While talking about swivelled loons – it is now held as a badge of honour among certain sections of the right – Andrew Feldman sees a big drop in the rankings for his alleged indiscreet comments. Many think he only kept his job because of his status as FOD, Friend of Dave.   

The wizard of Oz, election strategist Lynton Crosby, rises up our list as he takes an official role advising the Tories on their re-election. He will have watched the re-election of Angela Merkel and the election of Tony Abbott with a close eye. It proved that right wingers can win in tough times, and he will try to replicate some of their strategies.  Having said that, it is perhaps an exaggeration to describe Angela Merkel as a right-winger.

As the 2015 general gets closer and closer, we look at those who will play a key role in writing the next election manifesto for the Conservatives. So the highest new entry goes to Jo Johnson who heads up the new Number 10 Policy Unit. The unit will be crucial in coming up with bold Conservative policies over the next few years, assisted by policy wonks at the right wing think tanks including Mark Littlewood of the IEA, Matthew Sinclair of the Taxpayer’s Alliance, and Tim Knox of the Centre Policy Studies. All feature on our list.

It didn’t go amiss among our panel that out of our Top 50 a mere four were women. Eight years on since the creation of the ‘A’ List the Tories still have a ‘woman problem’ as does the Right in general.  However, a positive sign comes in the form of the 2010 intake, which takes up 18 places on our list, 7 of whom are female. DWP minister Esther McVey makes a high scoring entry on the list at 48, while her female colleagues Anna Soubry, Andrea Leadsom, Sarah Wollaston and Claire Perry all make an appearance in the bottom half of the list.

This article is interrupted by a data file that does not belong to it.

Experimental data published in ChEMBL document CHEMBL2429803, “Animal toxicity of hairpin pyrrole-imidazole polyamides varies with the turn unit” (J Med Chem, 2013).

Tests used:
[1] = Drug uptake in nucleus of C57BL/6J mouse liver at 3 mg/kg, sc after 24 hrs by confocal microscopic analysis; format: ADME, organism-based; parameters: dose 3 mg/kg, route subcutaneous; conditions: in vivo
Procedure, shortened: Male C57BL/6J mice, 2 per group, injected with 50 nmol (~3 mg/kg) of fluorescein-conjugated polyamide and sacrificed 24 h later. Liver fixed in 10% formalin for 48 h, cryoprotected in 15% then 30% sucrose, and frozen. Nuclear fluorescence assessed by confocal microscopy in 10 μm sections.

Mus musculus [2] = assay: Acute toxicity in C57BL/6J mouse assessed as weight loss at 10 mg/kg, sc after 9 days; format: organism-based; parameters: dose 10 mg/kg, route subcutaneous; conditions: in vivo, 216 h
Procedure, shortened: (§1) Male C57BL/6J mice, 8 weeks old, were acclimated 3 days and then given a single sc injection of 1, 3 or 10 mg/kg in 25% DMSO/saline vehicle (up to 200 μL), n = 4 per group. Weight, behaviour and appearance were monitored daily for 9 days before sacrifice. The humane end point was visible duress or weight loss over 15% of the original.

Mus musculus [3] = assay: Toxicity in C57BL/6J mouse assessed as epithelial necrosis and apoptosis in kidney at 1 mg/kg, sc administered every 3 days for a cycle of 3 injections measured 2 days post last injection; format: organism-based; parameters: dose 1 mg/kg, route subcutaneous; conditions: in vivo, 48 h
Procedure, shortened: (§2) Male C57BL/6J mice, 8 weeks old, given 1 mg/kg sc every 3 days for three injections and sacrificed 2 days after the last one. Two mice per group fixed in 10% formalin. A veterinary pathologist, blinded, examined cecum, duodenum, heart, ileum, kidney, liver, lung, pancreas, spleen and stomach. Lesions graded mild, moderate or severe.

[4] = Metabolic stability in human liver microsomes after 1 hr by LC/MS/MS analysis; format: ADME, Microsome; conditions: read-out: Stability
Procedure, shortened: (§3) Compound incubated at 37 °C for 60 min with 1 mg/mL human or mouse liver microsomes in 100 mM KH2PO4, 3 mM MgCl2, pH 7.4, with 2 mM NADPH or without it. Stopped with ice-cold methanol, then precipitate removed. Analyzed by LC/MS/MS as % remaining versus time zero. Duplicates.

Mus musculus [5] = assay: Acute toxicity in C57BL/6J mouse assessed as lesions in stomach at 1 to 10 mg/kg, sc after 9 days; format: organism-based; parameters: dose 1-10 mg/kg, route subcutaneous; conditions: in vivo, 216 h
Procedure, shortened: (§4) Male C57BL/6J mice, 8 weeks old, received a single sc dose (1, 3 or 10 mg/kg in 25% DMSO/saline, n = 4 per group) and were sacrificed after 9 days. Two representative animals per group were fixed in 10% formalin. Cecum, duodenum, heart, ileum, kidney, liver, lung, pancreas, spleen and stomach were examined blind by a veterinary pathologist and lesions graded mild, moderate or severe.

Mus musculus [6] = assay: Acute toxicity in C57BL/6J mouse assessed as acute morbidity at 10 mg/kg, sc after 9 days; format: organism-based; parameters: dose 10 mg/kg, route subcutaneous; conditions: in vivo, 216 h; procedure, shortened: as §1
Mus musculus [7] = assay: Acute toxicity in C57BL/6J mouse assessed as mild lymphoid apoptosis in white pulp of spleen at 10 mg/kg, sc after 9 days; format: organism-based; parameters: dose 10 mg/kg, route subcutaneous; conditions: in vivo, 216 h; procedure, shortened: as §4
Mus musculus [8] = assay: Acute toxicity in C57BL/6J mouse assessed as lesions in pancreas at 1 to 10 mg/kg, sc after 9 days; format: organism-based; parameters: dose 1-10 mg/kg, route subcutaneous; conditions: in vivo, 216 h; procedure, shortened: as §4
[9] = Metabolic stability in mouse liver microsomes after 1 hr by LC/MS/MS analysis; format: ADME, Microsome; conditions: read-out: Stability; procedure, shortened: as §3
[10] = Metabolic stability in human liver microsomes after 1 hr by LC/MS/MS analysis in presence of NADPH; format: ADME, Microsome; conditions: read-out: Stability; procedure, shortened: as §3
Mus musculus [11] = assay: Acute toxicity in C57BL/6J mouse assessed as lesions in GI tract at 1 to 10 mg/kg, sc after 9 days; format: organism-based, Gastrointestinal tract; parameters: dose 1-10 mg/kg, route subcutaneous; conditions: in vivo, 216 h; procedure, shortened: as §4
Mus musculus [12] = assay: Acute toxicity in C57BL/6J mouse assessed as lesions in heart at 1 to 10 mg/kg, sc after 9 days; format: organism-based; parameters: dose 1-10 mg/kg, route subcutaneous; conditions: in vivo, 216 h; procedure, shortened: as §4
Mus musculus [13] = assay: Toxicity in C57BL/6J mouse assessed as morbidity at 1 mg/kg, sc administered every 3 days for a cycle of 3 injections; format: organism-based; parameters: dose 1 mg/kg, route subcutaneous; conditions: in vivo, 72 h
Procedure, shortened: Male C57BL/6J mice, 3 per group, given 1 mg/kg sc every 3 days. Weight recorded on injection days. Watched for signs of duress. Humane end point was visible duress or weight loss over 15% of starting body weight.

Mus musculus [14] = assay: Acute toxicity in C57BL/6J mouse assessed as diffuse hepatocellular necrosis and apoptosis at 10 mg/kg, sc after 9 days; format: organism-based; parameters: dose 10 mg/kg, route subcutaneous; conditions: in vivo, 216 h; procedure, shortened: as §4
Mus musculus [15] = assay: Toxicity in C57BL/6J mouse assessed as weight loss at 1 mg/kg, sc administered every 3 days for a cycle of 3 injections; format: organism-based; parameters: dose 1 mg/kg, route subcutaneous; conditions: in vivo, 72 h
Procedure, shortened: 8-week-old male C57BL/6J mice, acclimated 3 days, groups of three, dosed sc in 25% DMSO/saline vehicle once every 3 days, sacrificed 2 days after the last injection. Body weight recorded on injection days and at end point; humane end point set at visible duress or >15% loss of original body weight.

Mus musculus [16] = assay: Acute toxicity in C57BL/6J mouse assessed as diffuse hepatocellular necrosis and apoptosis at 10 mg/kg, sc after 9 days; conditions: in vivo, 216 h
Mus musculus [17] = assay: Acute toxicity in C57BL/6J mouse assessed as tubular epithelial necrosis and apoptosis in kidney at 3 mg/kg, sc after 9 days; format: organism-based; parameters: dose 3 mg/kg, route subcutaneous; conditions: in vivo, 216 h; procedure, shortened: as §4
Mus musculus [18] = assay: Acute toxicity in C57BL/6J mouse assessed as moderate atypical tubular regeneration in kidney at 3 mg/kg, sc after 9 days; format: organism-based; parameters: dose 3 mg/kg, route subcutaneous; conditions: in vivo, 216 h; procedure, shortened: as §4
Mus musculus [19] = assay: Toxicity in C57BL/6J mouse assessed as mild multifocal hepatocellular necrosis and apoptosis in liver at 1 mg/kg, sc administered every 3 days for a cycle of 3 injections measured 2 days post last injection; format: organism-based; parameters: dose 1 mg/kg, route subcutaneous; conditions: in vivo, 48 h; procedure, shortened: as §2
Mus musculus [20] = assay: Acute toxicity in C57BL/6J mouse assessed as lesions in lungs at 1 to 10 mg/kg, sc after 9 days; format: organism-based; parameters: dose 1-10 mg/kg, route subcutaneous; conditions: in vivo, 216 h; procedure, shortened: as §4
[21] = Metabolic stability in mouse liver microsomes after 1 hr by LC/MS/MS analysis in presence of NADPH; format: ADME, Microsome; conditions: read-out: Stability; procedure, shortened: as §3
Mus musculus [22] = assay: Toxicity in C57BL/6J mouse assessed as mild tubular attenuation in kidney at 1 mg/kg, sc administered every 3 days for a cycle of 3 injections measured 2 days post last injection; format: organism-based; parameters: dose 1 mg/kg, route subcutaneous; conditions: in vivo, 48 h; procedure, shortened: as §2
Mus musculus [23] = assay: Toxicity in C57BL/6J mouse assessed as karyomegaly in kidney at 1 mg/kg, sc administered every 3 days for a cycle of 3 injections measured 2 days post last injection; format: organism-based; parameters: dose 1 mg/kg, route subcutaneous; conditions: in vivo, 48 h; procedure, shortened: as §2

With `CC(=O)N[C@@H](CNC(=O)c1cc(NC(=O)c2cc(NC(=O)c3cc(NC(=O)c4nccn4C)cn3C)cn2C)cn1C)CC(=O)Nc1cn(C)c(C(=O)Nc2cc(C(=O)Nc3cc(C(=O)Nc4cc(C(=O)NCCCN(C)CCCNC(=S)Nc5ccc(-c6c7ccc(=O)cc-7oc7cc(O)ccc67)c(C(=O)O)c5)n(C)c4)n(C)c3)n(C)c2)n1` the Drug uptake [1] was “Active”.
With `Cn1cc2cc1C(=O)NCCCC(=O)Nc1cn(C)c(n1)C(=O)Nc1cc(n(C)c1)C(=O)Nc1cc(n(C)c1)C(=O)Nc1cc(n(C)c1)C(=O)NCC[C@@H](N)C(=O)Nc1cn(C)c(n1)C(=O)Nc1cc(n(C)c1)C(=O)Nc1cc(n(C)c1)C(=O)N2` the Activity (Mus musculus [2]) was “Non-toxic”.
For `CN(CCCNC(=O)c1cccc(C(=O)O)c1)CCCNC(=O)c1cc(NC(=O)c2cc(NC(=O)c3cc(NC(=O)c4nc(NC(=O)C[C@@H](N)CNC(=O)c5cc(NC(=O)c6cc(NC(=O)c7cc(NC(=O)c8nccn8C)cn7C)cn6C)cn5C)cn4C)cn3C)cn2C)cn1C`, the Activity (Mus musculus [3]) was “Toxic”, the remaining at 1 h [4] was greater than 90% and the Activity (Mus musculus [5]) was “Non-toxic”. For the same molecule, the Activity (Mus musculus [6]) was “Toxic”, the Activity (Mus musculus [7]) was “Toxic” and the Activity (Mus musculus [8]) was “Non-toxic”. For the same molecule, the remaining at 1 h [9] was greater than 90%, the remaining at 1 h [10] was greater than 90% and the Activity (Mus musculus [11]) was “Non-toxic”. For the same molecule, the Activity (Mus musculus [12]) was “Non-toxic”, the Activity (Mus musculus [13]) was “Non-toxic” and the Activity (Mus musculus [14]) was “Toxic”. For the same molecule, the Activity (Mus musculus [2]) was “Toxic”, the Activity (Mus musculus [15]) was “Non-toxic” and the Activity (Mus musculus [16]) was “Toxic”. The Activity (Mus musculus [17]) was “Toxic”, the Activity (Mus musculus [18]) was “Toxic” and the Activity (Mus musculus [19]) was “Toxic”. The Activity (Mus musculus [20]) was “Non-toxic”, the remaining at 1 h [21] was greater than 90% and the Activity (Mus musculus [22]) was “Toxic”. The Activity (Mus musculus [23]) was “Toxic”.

David Cameron has now been leader of the Conservative Party for nearly 8 years. As time goes on, leadership chatter becomes more inevitable by the day. In our list Theresa May overtakes Boris in third place, as she emerges as a real contender. She has performed exceptionally well in the usually poisoned chalice of the Home Office. This year she has grown in political gravitas, she’s seen more in the Commons tea rooms and developed a lightness of touch in media interviews. She still wouldn’t look as good as Boris on a zipwire, though.